Renewing Trident debate splits vote at Stormont
The divisive nature of the debate over the renewal of the UK's Trident nuclear defensive system was illustrated in stark fashion at Stormont when a vote on the issue was tied.
Forty four Assembly members supported Sinn Fein's motion questioning the multibillion-pound expenditure, while 44 members opposed it. The draw meant the motion fell.
Responding to the result, Assembly speaker Mitchel McLaughlin said: "That sounds like mutual deterrence, does it not?"
The motion would not have had any practical policy impact if it has passed, as defence remains a reserved matter at Westminster.
The debate at Stormont came a day after Democratic Unionist MP Jeffrey Donaldson suggested Trident's base could be moved to Northern Ireland if opposition to its continued presence in Scotland proved insurmountable.
Addressing MLAs in Parliament Buildings, Sinn Fein's Conor Murphy insisted it was important to have the debate, stressing the need to make the positions of the devolved institutions clear. The Scottish Parliament recently held a similar debate on Trident, with a majority of members opposing renewal.
Mr Murphy said: "Of course, the British Government are entitled to have their own defence policy and follow their own defence strategies, as supported or proposed in the British House of Commons.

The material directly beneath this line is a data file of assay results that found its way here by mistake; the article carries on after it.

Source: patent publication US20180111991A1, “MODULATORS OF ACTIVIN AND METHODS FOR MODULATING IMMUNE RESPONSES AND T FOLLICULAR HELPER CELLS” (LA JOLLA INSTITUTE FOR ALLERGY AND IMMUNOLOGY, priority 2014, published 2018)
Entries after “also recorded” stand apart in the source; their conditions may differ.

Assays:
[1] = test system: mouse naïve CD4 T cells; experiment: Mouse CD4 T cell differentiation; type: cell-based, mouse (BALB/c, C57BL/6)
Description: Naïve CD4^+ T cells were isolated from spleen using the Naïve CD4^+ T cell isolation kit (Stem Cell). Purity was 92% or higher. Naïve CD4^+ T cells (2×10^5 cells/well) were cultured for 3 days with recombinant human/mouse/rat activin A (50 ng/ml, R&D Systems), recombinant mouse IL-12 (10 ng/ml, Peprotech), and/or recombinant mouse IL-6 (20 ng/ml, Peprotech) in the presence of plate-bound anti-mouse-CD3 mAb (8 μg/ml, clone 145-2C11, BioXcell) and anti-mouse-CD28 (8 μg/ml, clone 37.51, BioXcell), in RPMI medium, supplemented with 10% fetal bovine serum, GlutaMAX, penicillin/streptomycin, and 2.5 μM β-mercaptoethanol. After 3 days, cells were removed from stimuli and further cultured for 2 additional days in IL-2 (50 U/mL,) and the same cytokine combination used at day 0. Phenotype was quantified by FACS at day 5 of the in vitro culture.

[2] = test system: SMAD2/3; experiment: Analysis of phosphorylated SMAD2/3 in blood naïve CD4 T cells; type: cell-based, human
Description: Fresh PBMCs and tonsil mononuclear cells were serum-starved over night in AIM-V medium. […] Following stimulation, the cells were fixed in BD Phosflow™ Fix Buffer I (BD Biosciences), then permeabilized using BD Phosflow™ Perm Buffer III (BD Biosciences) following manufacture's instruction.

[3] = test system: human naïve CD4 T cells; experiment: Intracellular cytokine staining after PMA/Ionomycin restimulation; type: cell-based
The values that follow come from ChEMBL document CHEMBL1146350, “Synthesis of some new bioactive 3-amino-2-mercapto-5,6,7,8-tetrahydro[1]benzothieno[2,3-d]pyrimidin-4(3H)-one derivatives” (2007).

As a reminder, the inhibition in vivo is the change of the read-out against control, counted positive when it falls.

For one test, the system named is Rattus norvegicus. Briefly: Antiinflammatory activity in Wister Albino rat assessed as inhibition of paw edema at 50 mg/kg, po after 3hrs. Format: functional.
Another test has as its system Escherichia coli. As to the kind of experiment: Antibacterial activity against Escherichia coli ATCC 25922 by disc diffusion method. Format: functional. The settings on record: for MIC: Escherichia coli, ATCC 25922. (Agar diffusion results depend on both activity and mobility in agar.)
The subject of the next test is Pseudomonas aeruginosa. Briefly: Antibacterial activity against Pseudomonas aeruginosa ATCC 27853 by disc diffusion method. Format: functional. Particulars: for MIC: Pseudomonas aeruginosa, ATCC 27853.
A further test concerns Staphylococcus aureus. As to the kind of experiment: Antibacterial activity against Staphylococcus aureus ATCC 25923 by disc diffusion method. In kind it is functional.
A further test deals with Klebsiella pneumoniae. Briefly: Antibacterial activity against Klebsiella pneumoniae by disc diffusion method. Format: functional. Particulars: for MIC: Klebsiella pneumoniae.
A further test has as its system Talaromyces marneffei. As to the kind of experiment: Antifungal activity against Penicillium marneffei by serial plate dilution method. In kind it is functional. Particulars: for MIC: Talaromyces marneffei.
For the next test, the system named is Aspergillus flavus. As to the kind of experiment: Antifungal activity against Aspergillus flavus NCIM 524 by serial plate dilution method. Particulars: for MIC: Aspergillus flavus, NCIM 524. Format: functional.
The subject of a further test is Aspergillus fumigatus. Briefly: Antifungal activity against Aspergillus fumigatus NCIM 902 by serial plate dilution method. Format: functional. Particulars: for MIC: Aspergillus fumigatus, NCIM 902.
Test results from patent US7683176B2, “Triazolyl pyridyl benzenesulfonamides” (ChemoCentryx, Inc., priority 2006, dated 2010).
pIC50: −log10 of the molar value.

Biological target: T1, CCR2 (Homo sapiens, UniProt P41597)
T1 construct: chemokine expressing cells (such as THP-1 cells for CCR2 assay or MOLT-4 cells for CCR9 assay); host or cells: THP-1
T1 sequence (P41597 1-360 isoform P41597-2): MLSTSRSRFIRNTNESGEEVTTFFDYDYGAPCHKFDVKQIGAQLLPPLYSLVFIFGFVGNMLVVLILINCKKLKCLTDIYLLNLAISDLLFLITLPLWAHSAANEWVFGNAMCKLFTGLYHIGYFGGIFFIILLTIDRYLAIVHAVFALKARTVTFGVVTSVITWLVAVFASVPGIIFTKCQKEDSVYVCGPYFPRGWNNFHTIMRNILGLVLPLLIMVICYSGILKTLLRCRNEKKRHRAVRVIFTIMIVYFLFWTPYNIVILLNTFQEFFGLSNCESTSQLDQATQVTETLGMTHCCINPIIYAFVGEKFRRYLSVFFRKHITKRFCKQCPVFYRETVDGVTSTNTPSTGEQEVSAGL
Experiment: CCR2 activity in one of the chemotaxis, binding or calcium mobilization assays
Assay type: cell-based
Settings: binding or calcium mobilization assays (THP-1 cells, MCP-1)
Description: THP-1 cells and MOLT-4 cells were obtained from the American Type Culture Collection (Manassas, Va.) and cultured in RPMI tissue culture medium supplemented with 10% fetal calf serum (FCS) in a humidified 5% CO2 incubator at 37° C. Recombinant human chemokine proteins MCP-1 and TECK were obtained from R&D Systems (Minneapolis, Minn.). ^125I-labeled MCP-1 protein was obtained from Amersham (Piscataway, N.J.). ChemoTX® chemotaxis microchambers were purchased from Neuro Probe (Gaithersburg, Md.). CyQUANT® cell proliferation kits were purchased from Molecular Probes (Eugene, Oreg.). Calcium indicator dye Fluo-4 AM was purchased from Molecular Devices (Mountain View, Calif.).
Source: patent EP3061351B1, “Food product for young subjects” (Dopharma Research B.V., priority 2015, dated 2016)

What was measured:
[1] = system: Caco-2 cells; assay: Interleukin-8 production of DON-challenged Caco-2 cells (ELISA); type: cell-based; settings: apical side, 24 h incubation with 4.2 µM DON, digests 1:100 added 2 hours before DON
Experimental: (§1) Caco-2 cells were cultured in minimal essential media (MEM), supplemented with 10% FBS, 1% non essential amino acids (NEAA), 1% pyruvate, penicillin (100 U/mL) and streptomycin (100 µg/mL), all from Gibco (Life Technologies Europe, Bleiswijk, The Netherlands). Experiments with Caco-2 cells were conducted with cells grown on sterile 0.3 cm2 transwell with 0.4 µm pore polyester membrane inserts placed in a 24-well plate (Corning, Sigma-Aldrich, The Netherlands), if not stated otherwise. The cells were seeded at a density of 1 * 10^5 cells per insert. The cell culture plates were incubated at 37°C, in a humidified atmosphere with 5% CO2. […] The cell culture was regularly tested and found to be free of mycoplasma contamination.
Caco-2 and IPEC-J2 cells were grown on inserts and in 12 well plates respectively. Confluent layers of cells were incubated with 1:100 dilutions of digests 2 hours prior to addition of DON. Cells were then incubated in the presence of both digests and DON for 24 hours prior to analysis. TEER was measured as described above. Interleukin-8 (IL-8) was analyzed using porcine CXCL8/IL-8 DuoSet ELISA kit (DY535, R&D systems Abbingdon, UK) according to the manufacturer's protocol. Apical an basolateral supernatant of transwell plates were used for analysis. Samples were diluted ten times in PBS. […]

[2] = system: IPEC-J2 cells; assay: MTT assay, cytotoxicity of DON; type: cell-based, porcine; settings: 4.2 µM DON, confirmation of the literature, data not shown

"However, such spending plans have a direct impact across Britain and, indeed, here in Ireland where people will be affected by the subsequent lack of money available to departments and the systems of public spending here."
Mr Murphy added: "The Assembly, the Scottish Parliament and the Welsh Assembly speaking with one voice on an issue like this strengthens the hand of those whom we ask to speak to the British Government about the impact of their austerity policies and spending plans on the people whom we represent."
Ulster Unionist leader Mike Nesbitt criticised Sinn Fein for tabling the debate. He contrasted the move with Sinn Fein's support last week for transferring responsibility for the devolved issue of welfare reform back to Westminster.
"Now, to complete the exercise of turning the world on its head, they want to debate a matter that is not, never has been and never will be devolved: defence," he said.
Mr Nesbitt added: "We believe, along with the majority of our forward-thinking and informed citizens, that we must support investment in our future and security. While we sincerely hope that the world will be a much more peaceful place over the lifetime of this Trident replacement programme, we as a party do not believe that we can take the unjustifiable risk of unilateral disarmament."